• Start by cooking the polenta in the water, according to the packet instructions. When the polenta is almost ready, stir in the walnuts and dill. Pour the thickened mixture onto a parchment lined baking tray and spread to about 1/2cm thick and set aside to cool.
  • Roughly chop all the veg for the soup. Add the onions to a large saucepan with a little oil and cook on a medium heat until they start to soften.
  • Then add the garlic, leek, carrot and potato and half cover the pan with a lid for about 5-10 minutes before adding the cumin and garlic.
  • Stir for a few minutes then boil the water and add to the pan along with the stock. Leave to simmer for around 30 minutes until the potatoes are soft.
  • Whilst the soup is cooking, prepare the cashew cream. Drain the cashews from the water the have been soaking in and rinse. Blend with 100ml of water and the lemon juice until completely smooth, this may take a few minutes. Set aside or make in advance and put in the fridge until your ready to use it.
  • Return to the cooled polenta and chop into crouton sized chunks. Cook under the grill on a high heat for around 10-15 minutes, turning occasionally until the croutons are evenly crisp on all sides.
  • When the soup is ready add in half the cashew cream. Then blend the soup until smooth, either in the pan using a stick blender or pouring it into a food processor.
  • Serve in warm bowls, spooning over more cashew cream into each bowl and topping with the croutons.

The subtle hint of cumin and dill really bring the flavour of this simple soup to life and the easy to make, cashew cream makes it rich and delicious. Add to this a bit of exciting crunch from the walnut and polenta croutons and you’ll never think soup as dull and boring again!

Enjoy!

Amy x

Squash Gnocchi

Squash

Autumn is all about those golden tones. Browning leaves, warm golden afternoon sunlight and a host of yellows and oranges that equals squash season. Yes, October is here and it’s time to think of a million and one uses for all the squash that is coming our way.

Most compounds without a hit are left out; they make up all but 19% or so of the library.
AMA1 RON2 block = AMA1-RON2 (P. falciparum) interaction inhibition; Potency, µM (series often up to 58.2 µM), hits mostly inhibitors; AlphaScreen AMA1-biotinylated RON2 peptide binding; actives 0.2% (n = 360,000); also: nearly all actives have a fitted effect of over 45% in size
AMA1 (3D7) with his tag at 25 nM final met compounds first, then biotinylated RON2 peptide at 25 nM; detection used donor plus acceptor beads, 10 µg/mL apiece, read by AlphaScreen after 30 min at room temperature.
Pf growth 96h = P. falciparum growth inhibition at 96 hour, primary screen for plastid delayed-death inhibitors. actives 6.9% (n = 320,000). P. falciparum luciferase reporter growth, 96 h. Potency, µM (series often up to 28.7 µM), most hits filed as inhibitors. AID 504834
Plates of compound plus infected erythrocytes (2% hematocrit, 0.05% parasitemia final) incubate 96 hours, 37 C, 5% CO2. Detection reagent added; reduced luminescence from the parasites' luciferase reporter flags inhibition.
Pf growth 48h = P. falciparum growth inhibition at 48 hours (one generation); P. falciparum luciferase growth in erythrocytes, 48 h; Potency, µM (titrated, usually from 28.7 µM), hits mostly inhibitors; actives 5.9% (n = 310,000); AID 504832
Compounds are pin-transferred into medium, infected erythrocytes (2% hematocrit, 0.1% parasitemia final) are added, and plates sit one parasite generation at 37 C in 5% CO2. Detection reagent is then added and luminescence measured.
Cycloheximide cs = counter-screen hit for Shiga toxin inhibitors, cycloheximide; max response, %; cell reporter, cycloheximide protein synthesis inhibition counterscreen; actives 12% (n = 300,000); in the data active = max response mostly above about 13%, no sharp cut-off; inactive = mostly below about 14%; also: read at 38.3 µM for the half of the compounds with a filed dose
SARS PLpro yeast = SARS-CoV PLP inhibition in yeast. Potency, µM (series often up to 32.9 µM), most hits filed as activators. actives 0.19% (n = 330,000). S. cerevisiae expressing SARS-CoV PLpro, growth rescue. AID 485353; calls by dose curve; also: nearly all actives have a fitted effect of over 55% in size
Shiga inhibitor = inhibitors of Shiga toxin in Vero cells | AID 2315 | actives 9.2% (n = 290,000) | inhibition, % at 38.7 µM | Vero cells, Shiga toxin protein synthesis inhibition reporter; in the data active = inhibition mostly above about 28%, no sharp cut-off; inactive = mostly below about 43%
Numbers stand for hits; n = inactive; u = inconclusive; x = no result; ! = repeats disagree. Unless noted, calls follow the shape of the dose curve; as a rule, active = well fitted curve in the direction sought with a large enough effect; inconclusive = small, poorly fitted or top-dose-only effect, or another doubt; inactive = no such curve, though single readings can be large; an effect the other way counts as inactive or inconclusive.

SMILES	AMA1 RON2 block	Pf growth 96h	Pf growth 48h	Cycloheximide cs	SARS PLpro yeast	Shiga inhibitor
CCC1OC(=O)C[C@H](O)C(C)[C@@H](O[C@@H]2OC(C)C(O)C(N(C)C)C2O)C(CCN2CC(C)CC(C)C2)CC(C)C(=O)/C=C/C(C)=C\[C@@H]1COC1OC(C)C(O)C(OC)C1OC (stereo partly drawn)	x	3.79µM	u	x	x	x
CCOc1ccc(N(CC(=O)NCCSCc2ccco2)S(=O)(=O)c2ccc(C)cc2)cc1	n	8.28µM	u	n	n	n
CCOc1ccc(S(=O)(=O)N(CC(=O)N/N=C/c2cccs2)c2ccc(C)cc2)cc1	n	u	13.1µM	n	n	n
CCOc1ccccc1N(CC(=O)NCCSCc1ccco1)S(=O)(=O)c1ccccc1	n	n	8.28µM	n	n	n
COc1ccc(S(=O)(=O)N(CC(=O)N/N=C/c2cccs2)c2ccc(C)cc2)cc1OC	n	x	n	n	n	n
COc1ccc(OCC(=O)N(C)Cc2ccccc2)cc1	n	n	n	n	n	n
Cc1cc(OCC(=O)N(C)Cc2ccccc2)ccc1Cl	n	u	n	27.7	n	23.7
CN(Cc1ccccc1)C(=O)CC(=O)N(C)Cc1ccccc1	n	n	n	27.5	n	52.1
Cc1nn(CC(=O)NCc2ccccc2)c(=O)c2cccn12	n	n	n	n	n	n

Squash-gnocchi

Squash gnocchiHang on a minute, October?? Is it just me that is freaking out at how quickly this year is going? It seems like everytime I sit down to write a post I’m like ‘Oh my god, where the hell is the year going!’ Well I’m doing it again…. argh!!

Keeping focused on the exciting things that October brings rather than the fact that it will be Christmas the next time you blink, this recipe is awesome! It has simple, subtle flavours and brings those golden colours of the season right onto your table.gnocchi recipe

Over the years of squash inundation that comes with getting a seasonal veg box, we’ve made stews, burgers and tagines. This recipe however, is one of my favourites. It’s not the first thing that springs to mind when you think of squash but it’s oh so delicious. Especially as I’m a massive gnocchi fan! This recipe has all the comforting goodness of gnocchi but with extra flavour and without the stodge.

It’s a simple recipe to make, although rolling out and shaping the gnocchi is a bit of a faff. However, it can easily be made in advance, simply store the uncooked pieces in the fridge for a few hours or even freeze them for a few months.gnocci

Squash Gnocchi

Serves 3

450g Squash (Harlequin, Crown Prince or any that you can find)
175g Brown Rice Flour
1 tbsp Flax Seeds
3 tbsp Water
1 tbsp Nutritional Yeast
10 Cherry Tomatoes
2 Large Handfuls of Spinach
1 Clove of Garlic
Olive Oil

  • Begin by chopping the squash into smallish chunks and cutting or peeling off the skin.
  • Place the squash on a baking tray, drizzle with olive oil and season. Roast for around 30mins at 180C until soft when you cut with a knife.
  • Set aside to cool slightly. Meanwhile make the flax egg by grinding the flax seeds in a spice grinder or food processor and whisk together in a cup with the water. Leave for around 5 minutes until it becomes gelatinous.